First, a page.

Epilogue: two days later a public hearing was being held regarding a zoning issue J cares about.  She hauled herself down to the beach (ATV, crutches), got in the boat and attended the meeting (no idea how she got up the steep hill to the community centre).  She presented from a chair with her crutches and cast propped beside her.  Some of the locals helped her to and fro. But not THAT much.  Please be reminded the broken leg is fresh and NOT yet set.

So, do ya think you are THAT tough? 



12 thoughts on “So, you think you’re tough, do ya?*

  1. A very inspirational story on a par with the rock climber who got his arm jammed and to free himself cut it off. Such people as ‘leg broken in three places’ or got to ‘cut off my arm’ are very uncommon I can see people complaining that in your OTG book you failed to mention that you will need a surgical saw incase you need to remove an appendage or splints incase you break a limb. Biggest skill in OTG living is brain power and the knowledge to expect any thing.


  2. Ho-leee CRAP!.
    And when I listen to the union workers all around me bitch and moan about “toxic fumes” when a painter starts slapping on water based latex paint or “silica dust” when someone starts sweeping a floor I want to scream.
    Tough as nails.
    Millenials….not so much.


    • Feel free to share the story. All I can really add is that she is a tough cookie, alright but not without peers. The guy who gave her the keys to his car had an even more harrowing experience and lived to tell the tale. Others have driven to the hospital after cutting their arm with their chainsaw. Some dickhead got smacked upside the head with a spinning prop (mind you, he is still showing the after-effects). Accidents happen. You just have to deal with them. She did. I admire her for many reasons but NOT because she chose survival. We all would. I admire her for the way she lives her life and because she did the dishes and cleaned up before heading off. Now THAT shows ‘OTG cool’.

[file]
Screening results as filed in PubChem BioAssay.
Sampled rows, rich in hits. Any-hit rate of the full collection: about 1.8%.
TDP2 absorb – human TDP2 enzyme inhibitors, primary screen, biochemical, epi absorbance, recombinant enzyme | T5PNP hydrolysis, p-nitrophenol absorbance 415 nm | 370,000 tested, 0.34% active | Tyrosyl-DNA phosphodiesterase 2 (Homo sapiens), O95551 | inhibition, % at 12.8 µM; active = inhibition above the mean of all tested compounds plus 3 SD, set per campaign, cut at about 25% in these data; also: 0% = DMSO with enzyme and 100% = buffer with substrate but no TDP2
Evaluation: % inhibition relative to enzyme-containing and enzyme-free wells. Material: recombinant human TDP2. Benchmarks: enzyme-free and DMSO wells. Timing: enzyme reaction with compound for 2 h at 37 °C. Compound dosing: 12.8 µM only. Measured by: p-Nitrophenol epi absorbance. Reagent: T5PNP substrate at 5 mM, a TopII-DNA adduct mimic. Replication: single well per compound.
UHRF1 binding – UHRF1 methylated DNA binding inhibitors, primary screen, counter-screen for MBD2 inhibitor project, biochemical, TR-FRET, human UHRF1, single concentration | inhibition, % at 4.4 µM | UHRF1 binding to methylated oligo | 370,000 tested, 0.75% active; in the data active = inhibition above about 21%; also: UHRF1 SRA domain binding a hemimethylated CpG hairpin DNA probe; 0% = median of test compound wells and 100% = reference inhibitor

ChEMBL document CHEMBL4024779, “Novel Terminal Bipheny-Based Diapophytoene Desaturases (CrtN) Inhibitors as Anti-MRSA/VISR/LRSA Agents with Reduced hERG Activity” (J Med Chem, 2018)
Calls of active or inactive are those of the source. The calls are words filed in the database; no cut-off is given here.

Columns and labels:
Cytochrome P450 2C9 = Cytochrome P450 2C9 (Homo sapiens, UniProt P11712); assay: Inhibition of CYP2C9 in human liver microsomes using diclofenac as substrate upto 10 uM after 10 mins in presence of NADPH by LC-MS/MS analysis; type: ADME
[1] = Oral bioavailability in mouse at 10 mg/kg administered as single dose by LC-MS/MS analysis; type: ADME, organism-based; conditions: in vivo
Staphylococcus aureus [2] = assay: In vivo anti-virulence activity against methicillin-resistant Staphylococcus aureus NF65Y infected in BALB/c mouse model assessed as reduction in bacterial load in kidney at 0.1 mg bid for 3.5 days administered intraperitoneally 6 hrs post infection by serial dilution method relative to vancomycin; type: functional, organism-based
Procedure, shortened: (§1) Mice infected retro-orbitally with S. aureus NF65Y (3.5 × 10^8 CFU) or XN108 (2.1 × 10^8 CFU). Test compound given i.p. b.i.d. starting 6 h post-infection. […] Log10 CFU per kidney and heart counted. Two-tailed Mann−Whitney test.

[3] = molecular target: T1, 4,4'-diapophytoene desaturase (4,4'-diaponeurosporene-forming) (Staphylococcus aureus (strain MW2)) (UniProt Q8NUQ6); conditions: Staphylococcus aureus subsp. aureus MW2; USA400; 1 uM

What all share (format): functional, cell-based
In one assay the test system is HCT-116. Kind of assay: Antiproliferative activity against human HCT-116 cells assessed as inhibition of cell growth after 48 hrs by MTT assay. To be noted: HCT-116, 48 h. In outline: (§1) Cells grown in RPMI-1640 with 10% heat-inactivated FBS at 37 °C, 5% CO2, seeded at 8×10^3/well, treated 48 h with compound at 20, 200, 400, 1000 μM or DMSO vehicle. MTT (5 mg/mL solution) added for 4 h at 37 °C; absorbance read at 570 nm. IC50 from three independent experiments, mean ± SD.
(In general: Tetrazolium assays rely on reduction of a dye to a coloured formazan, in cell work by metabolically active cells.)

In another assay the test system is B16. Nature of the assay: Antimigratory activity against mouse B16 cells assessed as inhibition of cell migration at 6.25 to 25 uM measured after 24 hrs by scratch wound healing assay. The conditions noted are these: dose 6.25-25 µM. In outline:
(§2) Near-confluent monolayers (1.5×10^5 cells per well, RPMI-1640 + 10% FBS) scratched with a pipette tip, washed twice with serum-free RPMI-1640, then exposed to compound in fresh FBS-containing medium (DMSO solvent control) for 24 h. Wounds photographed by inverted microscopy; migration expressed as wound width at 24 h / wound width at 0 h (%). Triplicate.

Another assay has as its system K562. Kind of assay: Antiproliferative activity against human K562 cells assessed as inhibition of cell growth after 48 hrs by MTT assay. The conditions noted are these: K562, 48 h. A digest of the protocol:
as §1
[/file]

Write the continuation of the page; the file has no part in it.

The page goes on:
3. Ohmygosh! Where was she when I was looking for a housekeeper! That is exactly why ‘mature’ people should not be living alone. ‘J’ is a wonderful, if isolated, example of what can happen when necessity intervenes. Me? I’d rather rely on MY housekeeper to comfort and coddle me in cases like that. I’m SUCH a whimp!


    • Where were you when she was lying in the beach? You two are star-crossed, I guess. Plus hundreds of miles apart. Probably not gonna happen. Did I mention she is a great cook? Intelligent? Handy? Did I mention formidable? Cougar Annie is a wimp by comparison.


  4. That is one tough lady but what else could she do? Sit there and die? I think not. You do what needs to be done though you are right. What really set her apart is that she did the dishes and cleaned up a bit before she left. I was really impressed that she made a splint. I think many of us have more in us than we realize we just haven’t had the opportunity to exercise it. But, there still are a lot of pampered wimps in the world.


    • Both Sal and I aspire to pampered wimp status ourselves. Something to shoot for, anyway. We are discussing this very topic as we rebuild the back deck. J is tough. She did what she had to do and, like always, did it well. Most men (me, included) would do the same, get to the house, make a few calls and then let the help take-over. Dishes? Probably make a few more dirty dining out on the story. Shopping? That would mean just more phone calls. “May as well throw in a bottle of scotch while yer at it.”
      J gets points in my book. And, for the record, I owe a lot of points.